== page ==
Back when I was in college, one of my classes happened to be talking about Christmas movies. A classmate was railing against everyone else’s favorites, because, he said, on some level, they all rewarded materialism. It wasn’t even that he thought Christmas movies should be a religious thing, just that a real Christmas movie shouldn’t about giving or getting some thing. Our instructor asked him if he thought there was such a thing as a real Christmas movie, and without missing a beat, my classmate said, "The Ice Storm."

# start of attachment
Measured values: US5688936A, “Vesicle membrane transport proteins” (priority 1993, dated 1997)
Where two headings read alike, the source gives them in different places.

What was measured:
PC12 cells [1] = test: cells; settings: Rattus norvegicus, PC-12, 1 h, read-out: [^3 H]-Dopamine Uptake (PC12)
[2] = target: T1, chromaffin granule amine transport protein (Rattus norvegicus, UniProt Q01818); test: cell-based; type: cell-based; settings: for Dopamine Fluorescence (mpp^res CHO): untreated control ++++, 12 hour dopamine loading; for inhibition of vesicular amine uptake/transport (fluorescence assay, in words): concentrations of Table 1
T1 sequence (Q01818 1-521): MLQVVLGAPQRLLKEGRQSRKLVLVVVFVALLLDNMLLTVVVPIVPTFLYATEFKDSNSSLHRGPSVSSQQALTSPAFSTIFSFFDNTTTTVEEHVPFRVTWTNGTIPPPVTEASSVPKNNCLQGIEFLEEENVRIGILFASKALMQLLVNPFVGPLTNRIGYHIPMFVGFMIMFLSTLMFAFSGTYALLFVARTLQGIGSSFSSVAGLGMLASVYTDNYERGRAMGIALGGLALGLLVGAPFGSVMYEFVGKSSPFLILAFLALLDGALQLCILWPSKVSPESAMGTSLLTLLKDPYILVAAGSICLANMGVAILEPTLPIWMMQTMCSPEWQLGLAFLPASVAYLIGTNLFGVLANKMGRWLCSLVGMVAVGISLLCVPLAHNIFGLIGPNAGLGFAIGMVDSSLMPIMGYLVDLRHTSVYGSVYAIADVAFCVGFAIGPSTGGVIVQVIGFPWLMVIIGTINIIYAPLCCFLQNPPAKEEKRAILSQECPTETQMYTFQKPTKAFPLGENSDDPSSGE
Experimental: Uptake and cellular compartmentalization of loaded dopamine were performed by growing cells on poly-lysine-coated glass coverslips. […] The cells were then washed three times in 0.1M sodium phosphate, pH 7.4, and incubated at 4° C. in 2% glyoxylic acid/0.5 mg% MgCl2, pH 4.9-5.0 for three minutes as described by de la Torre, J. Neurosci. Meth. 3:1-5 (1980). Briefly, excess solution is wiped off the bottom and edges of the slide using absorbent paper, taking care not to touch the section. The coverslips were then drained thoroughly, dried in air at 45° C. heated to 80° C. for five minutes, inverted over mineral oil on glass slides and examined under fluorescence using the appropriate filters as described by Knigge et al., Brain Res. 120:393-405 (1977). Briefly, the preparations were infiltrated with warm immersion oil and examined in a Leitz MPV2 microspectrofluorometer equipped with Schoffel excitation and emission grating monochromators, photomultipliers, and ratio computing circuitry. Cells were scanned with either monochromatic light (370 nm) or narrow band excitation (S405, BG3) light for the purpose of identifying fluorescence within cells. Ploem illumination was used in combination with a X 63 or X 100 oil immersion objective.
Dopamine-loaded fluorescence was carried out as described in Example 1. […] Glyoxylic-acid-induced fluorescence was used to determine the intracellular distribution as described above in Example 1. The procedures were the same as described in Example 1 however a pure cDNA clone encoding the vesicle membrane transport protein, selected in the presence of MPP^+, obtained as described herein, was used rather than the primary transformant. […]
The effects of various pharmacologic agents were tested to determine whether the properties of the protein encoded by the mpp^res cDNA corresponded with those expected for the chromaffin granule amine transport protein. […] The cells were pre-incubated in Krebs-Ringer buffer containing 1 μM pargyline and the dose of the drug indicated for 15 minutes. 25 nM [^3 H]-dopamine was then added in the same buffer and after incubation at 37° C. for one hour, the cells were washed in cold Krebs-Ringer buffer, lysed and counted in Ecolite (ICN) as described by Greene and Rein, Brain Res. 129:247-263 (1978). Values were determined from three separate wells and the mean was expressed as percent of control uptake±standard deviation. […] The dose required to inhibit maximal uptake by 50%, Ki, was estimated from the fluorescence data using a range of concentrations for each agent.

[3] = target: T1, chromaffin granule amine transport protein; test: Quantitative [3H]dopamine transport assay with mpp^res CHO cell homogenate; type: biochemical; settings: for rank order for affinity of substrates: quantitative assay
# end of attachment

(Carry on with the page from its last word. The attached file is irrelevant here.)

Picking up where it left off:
For a lot of people, “summer movie” means action, superheroes, things blowing up, buildings falling down.
I like that stuff, too. I won’t lie about that.
There’s another kind though. And I’ll admit that these movies play to a far smaller audience than those big-budget thrill-fests. But for me, they’re the kind of movies that really capture something about summer. The heat, the sort of aimlessness some of us feel without the constraints of school, and the real rhythms of life.